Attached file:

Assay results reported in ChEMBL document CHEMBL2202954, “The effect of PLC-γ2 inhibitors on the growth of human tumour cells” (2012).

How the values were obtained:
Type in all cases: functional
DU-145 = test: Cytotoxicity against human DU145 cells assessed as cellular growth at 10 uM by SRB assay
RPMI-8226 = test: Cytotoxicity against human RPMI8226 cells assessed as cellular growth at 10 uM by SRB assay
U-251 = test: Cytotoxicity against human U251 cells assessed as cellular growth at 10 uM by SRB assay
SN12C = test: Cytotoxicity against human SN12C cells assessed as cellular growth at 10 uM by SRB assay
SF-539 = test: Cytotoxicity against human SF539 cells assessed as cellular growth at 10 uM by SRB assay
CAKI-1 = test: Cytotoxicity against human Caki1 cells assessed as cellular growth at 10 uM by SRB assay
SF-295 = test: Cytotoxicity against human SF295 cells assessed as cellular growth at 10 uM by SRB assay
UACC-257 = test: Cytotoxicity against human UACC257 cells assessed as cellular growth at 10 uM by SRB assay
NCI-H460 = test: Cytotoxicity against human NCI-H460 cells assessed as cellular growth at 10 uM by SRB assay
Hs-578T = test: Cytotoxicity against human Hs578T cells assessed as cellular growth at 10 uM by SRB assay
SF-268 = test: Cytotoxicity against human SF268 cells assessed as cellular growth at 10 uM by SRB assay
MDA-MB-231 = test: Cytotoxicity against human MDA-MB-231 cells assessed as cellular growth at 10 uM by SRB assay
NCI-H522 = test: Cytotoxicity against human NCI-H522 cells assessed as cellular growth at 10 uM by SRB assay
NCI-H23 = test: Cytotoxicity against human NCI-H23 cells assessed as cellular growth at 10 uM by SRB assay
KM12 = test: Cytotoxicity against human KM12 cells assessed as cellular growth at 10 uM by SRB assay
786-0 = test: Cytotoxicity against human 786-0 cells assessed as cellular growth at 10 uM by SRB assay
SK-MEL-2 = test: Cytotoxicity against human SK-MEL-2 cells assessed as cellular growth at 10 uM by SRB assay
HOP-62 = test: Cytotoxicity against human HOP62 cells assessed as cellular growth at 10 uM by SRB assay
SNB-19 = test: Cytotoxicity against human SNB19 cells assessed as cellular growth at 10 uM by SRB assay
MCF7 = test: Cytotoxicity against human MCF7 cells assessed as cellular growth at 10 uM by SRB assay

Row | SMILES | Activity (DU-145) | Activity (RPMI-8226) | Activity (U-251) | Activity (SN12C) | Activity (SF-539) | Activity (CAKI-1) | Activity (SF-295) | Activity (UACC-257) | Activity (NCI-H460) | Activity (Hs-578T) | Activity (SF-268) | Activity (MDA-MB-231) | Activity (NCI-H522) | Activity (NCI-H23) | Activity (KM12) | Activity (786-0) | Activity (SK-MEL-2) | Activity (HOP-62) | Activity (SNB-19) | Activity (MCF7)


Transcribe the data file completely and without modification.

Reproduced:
Assay results reported in ChEMBL document CHEMBL2202954, “The effect of PLC-γ2 inhibitors on the growth of human tumour cells” (2012).

How the values were obtained:
Type in all cases: functional
DU-145 = test: Cytotoxicity against human DU145 cells assessed as cellular growth at 10 uM by SRB assay
RPMI-8226 = test: Cytotoxicity against human RPMI8226 cells assessed as cellular growth at 10 uM by SRB assay
U-251 = test: Cytotoxicity against human U251 cells assessed as cellular growth at 10 uM by SRB assay
SN12C = test: Cytotoxicity against human SN12C cells assessed as cellular growth at 10 uM by SRB assay
SF-539 = test: Cytotoxicity against human SF539 cells assessed as cellular growth at 10 uM by SRB assay
CAKI-1 = test: Cytotoxicity against human Caki1 cells assessed as cellular growth at 10 uM by SRB assay
SF-295 = test: Cytotoxicity against human SF295 cells assessed as cellular growth at 10 uM by SRB assay
UACC-257 = test: Cytotoxicity against human UACC257 cells assessed as cellular growth at 10 uM by SRB assay
NCI-H460 = test: Cytotoxicity against human NCI-H460 cells assessed as cellular growth at 10 uM by SRB assay
Hs-578T = test: Cytotoxicity against human Hs578T cells assessed as cellular growth at 10 uM by SRB assay
SF-268 = test: Cytotoxicity against human SF268 cells assessed as cellular growth at 10 uM by SRB assay
MDA-MB-231 = test: Cytotoxicity against human MDA-MB-231 cells assessed as cellular growth at 10 uM by SRB assay
NCI-H522 = test: Cytotoxicity against human NCI-H522 cells assessed as cellular growth at 10 uM by SRB assay
NCI-H23 = test: Cytotoxicity against human NCI-H23 cells assessed as cellular growth at 10 uM by SRB assay
KM12 = test: Cytotoxicity against human KM12 cells assessed as cellular growth at 10 uM by SRB assay
786-0 = test: Cytotoxicity against human 786-0 cells assessed as cellular growth at 10 uM by SRB assay
SK-MEL-2 = test: Cytotoxicity against human SK-MEL-2 cells assessed as cellular growth at 10 uM by SRB assay
HOP-62 = test: Cytotoxicity against human HOP62 cells assessed as cellular growth at 10 uM by SRB assay
SNB-19 = test: Cytotoxicity against human SNB19 cells assessed as cellular growth at 10 uM by SRB assay
MCF7 = test: Cytotoxicity against human MCF7 cells assessed as cellular growth at 10 uM by SRB assay

Row | SMILES | Activity (DU-145) | Activity (RPMI-8226) | Activity (U-251) | Activity (SN12C) | Activity (SF-539) | Activity (CAKI-1) | Activity (SF-295) | Activity (UACC-257) | Activity (NCI-H460) | Activity (Hs-578T) | Activity (SF-268) | Activity (MDA-MB-231) | Activity (NCI-H522) | Activity (NCI-H23) | Activity (KM12) | Activity (786-0) | Activity (SK-MEL-2) | Activity (HOP-62) | Activity (SNB-19) | Activity (MCF7)